23. McRae, Susan and Swann, Joan (2006) Putting on the style. In Maybin, J. and Swann, J. (eds.) The Art of English: Everyday Creativity. Palgrave Macmillan in association with the Open University: Basingstoke and Milton Keynes. 103–56.Google Scholar
  24. Ochs, Elinor (1992) Indexing gender. In Duranti, A. and Goodwin, C. (eds.) Rethinking Context: Language as an Interactive Phenomenon. Cambridge: Cambridge University Press. 335–58.Google Scholar
  25. Roberts, Celia (2003) Applied linguistics applied. In Sarangi, S. and van Leeuwen, T. (eds.) Applied Linguistics and Communities of Practice. London: Continuum.Google Scholar
  26. Schegloff, Emanuel (1997) Whose text? Whose context? Discourse &Society 8 (2): 165–87.CrossRefGoogle Scholar
  27. Sheldon, Amy (1996) ‘You can be the baby brother, but you aren’t born yet’: preschool girls’ negotiation for power and access in pretend play. Research on Language and Social Interaction 29 (1): 57–80.CrossRefGoogle Scholar
  28. Simpson, Alyson (1997) ‘It’s a game!’: the construction of gendered subjectivity. In Wodak, R. (ed.) Gender and Discourse. London: Sage.Google Scholar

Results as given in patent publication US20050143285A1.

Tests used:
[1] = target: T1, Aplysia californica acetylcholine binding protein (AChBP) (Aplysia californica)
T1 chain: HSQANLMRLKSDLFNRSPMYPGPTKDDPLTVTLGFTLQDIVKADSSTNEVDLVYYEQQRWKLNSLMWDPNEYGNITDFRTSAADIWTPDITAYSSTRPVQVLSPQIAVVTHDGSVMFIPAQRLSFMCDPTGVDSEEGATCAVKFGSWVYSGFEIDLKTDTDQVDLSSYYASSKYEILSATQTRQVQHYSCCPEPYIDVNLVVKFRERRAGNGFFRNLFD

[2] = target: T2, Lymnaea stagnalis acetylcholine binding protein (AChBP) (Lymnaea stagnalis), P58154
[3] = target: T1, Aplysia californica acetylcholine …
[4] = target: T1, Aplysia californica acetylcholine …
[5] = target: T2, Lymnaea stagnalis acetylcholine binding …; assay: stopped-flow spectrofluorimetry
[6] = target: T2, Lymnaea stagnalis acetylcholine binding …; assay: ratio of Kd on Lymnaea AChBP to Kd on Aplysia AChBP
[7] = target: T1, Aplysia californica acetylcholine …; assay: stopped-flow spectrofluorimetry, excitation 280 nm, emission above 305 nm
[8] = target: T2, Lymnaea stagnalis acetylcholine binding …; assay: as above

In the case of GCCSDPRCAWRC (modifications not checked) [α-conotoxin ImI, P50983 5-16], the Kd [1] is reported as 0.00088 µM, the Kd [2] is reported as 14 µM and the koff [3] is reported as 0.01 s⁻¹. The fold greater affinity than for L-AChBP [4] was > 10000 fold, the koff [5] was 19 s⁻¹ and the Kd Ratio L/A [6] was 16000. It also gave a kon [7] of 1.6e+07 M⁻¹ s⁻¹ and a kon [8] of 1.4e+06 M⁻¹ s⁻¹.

29. Stokoe, Elizabeth (1998) Talking about gender: the conversational construction of gender categories in academic discourse. Discourse &Society 9 (2): 217–40.CrossRefGoogle Scholar
  30. Stokoe, Elizabeth and Smithson, Janet (2001) Making gender relevant: conversation analysis and gender categories in interaction. Discourse &Society 12 (2): 217–44.CrossRefGoogle Scholar
  31. Swann, Joan and Graddol, David (1995) Feminising classroom talk? In Mills, S. (ed.) Language and Gender, Interdisciplinary Perspectives. London: Longman. 135–48.Google Scholar
  32. van Vree, Wilbert (1999) Meetings, Manners and Civilization: the Development of Modern Meeting Behaviour. London and New York: Leicester University Press.Google Scholar
  33. Weatherall, Ann (2000) Gender relevance in talk-in-interaction and discourse. Discourse &Society11 (2): 286–8.CrossRefGoogle Scholar
  34. Wetherell, Margaret (1998) Positioning and interpretative repertoires: conversation analysis and post-structuralism in dialogue. Discourse &Society 9 (3): 387–412.CrossRefGoogle Scholar
  35. Wetherell, Margaret and Maybin, Janet (1996) The distributed self: a social constructionist perspective. In Stevens, R. (ed.) Understanding the Self London: Sage. 219–80.Google Scholar

Copyright information

© Susan McRae 2009

Authors and Affiliations

  • Susan McRae

There are no affiliations available

Personalised recommendations